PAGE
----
Today we tow-tested K2 to see how well the boat performs at very high speeds. Specifically, we wanted to determine the cavitation point for our foils. We are using a conventional section for the foils, which means that our foils are designed to operate at speeds at which they do not cavitate. The cavitation point of a foil is the speed at which the water passing over it turns to vapor; cavitation on our foils would prevent them from providing lift and the hulls would drop into the water. Most foils utilize a conventional section, but certain high-speed vessels utilize a caveating section, which allows them to continue to provide lift, even while cavitating. We experimented with cavitating foils on K1–the last iteration of that platform had a cavitating section on one keelfoil and a conventional section on the other keelfoil–but we found the cavitating section to have too much drag at low speeds. On K2, we have not yet hit a speed at which our foils cavitate, but we have also only sailed below 33 knots. Today, we towed the boat up to 41 knots, and still did not observe any cavitation, which is great. The Protector was unable to tow above this speed, with five people on the Protector and one person on K2.
Another goal of high-speed towing was to determine what speed it took to get K2 on the foils and to keep it on the foils, and to gather associated load information. We attached the SpinLock load cell to the tow line at the boat attachment point. With three guys (Joe, Greg, Alf) on K2, we completely foiled (T-foil and J-foils up) at 19 knots, and with only one guy (Joe) on K2, we completely foiled at 14 knots. With a crew of three, our top speed was 38 knots, with a load of about 200 kgf. With a crew of one, our top speed was 41 knots, with a load of about 220 kgf. Towing the boat from the Protector does not mimic kite towing, but it is still useful to us to know approximately what loads we need to achieve foiling and to maintain foiling, and to know how the load increases as the speed increases. A full data writeup from Jamie will follow.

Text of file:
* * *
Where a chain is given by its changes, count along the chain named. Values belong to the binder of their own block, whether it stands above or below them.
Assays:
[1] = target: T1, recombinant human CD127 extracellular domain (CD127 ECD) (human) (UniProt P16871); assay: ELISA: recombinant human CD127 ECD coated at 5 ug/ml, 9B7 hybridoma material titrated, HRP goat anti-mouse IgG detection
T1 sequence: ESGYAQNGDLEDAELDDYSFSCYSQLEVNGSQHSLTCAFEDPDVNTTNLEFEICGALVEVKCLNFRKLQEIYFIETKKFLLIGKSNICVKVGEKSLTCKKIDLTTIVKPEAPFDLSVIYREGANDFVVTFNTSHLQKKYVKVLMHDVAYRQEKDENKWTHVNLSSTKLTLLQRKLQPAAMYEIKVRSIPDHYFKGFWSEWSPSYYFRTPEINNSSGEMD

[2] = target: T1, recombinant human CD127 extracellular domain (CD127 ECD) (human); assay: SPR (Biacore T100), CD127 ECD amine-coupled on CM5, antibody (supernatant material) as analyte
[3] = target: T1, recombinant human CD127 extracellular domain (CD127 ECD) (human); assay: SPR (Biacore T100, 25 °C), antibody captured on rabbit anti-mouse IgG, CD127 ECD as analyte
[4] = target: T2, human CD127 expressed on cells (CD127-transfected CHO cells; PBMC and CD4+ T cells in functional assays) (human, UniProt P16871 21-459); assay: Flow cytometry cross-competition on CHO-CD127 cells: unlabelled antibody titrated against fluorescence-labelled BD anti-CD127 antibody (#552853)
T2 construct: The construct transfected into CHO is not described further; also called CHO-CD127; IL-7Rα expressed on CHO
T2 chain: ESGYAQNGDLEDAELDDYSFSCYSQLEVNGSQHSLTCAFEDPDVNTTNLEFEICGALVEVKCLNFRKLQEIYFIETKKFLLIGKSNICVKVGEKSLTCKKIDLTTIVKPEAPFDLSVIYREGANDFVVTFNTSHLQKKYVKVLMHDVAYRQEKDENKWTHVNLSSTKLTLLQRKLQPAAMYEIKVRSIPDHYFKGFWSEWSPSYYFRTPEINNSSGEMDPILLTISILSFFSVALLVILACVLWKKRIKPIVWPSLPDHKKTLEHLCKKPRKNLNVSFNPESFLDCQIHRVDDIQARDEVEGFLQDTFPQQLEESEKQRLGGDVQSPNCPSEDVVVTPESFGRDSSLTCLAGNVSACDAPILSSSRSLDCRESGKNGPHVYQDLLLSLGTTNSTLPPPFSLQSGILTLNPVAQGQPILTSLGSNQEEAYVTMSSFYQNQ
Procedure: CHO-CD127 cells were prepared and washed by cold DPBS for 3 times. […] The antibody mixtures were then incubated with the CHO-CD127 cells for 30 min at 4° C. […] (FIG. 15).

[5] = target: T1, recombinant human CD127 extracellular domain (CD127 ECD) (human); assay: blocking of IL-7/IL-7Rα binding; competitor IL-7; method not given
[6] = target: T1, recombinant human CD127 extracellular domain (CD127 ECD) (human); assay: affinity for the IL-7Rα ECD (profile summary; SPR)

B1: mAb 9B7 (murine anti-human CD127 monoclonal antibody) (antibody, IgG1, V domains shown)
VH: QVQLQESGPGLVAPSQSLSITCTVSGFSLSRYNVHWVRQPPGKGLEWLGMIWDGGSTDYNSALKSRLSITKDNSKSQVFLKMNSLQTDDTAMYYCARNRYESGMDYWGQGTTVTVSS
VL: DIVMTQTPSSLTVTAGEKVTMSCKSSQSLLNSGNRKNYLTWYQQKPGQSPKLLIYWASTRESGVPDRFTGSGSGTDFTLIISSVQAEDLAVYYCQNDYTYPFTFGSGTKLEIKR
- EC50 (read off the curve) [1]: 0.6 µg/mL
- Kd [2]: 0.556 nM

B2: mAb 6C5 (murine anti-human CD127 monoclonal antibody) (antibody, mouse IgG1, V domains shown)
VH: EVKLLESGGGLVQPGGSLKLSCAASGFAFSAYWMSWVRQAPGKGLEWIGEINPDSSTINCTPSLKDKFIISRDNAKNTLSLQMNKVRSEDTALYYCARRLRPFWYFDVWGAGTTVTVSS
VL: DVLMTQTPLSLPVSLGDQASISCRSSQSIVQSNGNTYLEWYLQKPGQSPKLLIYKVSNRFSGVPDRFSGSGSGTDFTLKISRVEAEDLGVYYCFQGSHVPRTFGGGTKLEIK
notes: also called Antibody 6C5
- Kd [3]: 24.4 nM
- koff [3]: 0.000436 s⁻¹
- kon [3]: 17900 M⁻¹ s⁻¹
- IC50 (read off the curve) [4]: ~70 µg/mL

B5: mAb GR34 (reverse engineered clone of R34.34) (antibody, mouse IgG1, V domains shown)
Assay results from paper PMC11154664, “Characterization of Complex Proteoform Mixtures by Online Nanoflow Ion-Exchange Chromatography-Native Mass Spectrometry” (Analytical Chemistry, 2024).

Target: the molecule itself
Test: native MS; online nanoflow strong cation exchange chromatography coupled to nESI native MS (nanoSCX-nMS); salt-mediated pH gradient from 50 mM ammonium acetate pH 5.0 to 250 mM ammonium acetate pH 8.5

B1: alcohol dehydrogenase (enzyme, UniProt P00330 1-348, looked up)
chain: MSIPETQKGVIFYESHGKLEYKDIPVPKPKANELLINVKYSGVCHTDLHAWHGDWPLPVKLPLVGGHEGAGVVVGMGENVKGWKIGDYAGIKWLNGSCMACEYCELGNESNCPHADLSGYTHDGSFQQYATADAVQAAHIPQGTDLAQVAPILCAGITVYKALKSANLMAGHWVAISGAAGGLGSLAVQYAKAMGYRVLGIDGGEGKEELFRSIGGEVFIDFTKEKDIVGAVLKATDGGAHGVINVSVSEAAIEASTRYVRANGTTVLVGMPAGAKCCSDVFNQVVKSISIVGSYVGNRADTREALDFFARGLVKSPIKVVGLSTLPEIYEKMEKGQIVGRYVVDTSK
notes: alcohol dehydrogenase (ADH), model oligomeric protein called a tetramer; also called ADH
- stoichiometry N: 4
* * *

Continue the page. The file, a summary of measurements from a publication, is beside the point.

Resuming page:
Finally, we debuted a new camera mount, made from attaching our A-frame kite launch mast at an angle behind the helm. We were able to achieve some great new camera angles this way, and will make some alterations before using it on a kite test. Overall, it was a fruitful test on a beautiful evening.
Kai View Data: